In the fourth strategy, vocational education will be promoted to enable local residents to earn a living both in Thailand and abroad. The fifth strategy seeks to improve education management and develop provincial and district offices under the Office of Private Education Commission and subdistrict offices under the Office of Non-formal and Informal Education into IT centers for communication. The sixth strategy, education for security, seeks to ensure safety for teachers and other education personnel. <>

“The Ministry of Education has offered annual scholarships, from kindergarten to graduate level, for those whose lives have been disrupted by the unrest. The Ministry of Interior has also carried out a project to send southern Muslim students to continue their studies in various universities. The project is considered an important measure to tackle southern problems, especially those concerning security, socio-psychology, and economic development. It is intended to provide educational opportunities for young Muslim Thais and upgrade their living standards. <>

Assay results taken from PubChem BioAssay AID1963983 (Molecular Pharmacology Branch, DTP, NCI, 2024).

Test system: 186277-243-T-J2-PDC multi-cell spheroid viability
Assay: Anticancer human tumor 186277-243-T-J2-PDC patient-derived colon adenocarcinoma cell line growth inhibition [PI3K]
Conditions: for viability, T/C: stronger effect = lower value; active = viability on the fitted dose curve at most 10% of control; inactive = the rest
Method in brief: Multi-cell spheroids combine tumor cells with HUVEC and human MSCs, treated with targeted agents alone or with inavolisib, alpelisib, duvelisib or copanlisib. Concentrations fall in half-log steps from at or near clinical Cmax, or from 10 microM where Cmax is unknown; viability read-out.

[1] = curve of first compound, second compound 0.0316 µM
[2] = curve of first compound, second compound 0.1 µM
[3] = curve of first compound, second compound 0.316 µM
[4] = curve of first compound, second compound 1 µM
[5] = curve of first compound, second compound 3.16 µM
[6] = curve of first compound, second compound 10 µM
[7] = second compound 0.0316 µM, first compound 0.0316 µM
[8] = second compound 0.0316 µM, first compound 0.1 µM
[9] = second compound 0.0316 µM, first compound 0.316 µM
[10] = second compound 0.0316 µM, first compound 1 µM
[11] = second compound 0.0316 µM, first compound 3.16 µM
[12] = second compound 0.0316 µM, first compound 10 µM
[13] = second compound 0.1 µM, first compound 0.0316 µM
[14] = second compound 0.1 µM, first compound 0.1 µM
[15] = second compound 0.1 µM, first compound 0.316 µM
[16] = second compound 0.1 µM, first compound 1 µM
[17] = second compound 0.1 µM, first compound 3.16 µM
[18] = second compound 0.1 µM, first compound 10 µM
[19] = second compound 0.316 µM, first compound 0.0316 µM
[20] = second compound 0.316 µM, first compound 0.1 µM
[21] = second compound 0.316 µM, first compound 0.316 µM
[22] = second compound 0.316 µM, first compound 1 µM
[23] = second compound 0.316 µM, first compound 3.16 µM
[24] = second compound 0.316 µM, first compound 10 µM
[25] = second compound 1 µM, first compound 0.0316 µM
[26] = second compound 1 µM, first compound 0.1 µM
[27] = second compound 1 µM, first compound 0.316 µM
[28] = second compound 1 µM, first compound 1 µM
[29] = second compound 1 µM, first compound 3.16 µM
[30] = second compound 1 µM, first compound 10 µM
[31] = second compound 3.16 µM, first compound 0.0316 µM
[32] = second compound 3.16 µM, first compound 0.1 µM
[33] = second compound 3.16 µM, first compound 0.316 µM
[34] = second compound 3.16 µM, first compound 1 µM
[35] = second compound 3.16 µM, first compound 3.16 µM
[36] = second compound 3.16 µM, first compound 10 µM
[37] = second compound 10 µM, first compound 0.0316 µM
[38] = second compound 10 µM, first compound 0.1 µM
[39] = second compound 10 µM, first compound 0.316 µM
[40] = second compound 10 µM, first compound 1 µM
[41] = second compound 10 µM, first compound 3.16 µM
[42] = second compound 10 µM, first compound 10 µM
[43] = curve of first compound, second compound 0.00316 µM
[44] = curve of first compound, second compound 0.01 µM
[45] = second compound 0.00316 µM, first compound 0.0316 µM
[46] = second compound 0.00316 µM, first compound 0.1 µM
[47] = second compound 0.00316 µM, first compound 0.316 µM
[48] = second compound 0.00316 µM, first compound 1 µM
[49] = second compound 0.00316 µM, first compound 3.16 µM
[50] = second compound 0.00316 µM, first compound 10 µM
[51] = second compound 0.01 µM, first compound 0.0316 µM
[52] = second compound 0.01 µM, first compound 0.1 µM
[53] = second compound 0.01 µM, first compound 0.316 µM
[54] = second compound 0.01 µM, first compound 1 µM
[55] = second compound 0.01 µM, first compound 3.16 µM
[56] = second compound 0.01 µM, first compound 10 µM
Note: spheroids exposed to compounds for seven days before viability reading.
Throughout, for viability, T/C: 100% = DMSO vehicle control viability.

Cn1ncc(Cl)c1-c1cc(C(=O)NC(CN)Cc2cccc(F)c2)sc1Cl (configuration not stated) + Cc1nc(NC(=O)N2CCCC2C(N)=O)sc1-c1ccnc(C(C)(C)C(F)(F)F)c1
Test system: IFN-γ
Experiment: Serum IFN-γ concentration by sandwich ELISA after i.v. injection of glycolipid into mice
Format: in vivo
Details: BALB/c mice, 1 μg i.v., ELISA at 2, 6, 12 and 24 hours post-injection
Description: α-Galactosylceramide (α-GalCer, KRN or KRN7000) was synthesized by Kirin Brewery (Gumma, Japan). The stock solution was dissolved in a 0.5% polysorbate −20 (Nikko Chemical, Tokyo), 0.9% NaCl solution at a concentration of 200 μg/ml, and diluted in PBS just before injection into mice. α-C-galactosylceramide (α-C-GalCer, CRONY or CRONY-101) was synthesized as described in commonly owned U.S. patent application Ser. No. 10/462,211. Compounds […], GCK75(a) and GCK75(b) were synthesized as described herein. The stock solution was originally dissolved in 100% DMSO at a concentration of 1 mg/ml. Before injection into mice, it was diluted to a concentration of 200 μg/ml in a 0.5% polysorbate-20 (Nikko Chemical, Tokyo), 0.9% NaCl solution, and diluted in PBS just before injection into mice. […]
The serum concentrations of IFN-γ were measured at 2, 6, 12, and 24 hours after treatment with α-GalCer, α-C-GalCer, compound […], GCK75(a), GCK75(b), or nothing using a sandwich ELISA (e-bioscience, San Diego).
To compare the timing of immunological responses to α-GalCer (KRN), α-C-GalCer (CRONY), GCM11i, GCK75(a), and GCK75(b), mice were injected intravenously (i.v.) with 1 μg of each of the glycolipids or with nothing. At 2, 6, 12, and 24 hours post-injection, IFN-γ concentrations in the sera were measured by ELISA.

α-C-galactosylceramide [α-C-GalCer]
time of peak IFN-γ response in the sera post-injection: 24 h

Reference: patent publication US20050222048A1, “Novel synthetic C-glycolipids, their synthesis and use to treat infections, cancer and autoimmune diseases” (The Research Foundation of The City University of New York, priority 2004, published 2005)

“Meanwhile, the College of Islamic Studies, Prince of Songkla University, Pattani province, is making efforts to upgrade the quality of Islamic studies in Thailand to suit the challenges of the globalization era. The efforts will contribute to the tackling of southern problems in the long run. Since a large number of Muslim students in the South had no access to education loans, in accordance with Islamic principles, the Ministry of Finance assigned the Islamic Bank of Thailand to work with Krung Thai Bank and the Income Contingency Loan program in setting guidelines for extending credit to Muslim students for education purposes.” <>

Kavi Chongkittavorn wrote in The Nation: “Education for the southern provinces - the country's lowest standard - must be further improved. In the long run, better education of disenchanted youth would turn them into productive work forces in society. Muslim youths have suffered from high unemployment. From 2007-09, the government allocated Bt90 million to fund Muslim students for their higher education and study aboard. This year's Bt27-million budget will focus on job development programmes, internships and other cultural-related activities. [Source: Kavi Chongkittavorn, The Nation, February 22, 2010]